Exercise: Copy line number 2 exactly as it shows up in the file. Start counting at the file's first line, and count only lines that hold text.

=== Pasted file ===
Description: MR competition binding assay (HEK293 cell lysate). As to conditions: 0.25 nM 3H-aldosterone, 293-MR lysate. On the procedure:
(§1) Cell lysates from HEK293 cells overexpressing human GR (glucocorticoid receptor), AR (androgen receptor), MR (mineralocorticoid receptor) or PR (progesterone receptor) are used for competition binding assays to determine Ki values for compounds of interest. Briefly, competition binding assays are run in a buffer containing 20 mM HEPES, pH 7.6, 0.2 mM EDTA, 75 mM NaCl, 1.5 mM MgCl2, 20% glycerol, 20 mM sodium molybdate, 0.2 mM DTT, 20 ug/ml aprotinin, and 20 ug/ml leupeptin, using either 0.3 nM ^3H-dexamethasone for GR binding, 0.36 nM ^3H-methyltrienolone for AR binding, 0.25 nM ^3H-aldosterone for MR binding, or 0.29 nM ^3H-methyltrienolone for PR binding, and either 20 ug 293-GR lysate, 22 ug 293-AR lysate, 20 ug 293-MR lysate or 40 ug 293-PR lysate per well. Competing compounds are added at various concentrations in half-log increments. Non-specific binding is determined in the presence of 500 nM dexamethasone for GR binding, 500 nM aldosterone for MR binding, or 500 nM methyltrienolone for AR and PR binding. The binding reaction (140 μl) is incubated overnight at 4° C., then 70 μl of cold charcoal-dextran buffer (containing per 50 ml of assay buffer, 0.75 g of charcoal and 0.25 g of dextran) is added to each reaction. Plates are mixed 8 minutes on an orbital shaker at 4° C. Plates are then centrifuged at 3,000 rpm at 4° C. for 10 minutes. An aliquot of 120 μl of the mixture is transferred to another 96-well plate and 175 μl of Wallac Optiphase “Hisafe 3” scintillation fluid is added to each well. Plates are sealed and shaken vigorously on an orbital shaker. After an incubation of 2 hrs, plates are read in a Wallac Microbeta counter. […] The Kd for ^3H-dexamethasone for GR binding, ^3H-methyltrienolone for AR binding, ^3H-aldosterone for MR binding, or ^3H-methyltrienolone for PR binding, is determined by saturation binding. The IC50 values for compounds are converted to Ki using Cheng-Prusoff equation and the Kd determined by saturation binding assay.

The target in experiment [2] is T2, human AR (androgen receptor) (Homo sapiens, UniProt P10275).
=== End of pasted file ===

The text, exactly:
(§1) Cell lysates from HEK293 cells overexpressing human GR (glucocorticoid receptor), AR (androgen receptor), MR (mineralocorticoid receptor) or PR (progesterone receptor) are used for competition binding assays to determine Ki values for compounds of interest. Briefly, competition binding assays are run in a buffer containing 20 mM HEPES, pH 7.6, 0.2 mM EDTA, 75 mM NaCl, 1.5 mM MgCl2, 20% glycerol, 20 mM sodium molybdate, 0.2 mM DTT, 20 ug/ml aprotinin, and 20 ug/ml leupeptin, using either 0.3 nM ^3H-dexamethasone for GR binding, 0.36 nM ^3H-methyltrienolone for AR binding, 0.25 nM ^3H-aldosterone for MR binding, or 0.29 nM ^3H-methyltrienolone for PR binding, and either 20 ug 293-GR lysate, 22 ug 293-AR lysate, 20 ug 293-MR lysate or 40 ug 293-PR lysate per well. Competing compounds are added at various concentrations in half-log increments. Non-specific binding is determined in the presence of 500 nM dexamethasone for GR binding, 500 nM aldosterone for MR binding, or 500 nM methyltrienolone for AR and PR binding. The binding reaction (140 μl) is incubated overnight at 4° C., then 70 μl of cold charcoal-dextran buffer (containing per 50 ml of assay buffer, 0.75 g of charcoal and 0.25 g of dextran) is added to each reaction. Plates are mixed 8 minutes on an orbital shaker at 4° C. Plates are then centrifuged at 3,000 rpm at 4° C. for 10 minutes. An aliquot of 120 μl of the mixture is transferred to another 96-well plate and 175 μl of Wallac Optiphase “Hisafe 3” scintillation fluid is added to each well. Plates are sealed and shaken vigorously on an orbital shaker. After an incubation of 2 hrs, plates are read in a Wallac Microbeta counter. […] The Kd for ^3H-dexamethasone for GR binding, ^3H-methyltrienolone for AR binding, ^3H-aldosterone for MR binding, or ^3H-methyltrienolone for PR binding, is determined by saturation binding. The IC50 values for compounds are converted to Ki using Cheng-Prusoff equation and the Kd determined by saturation binding assay.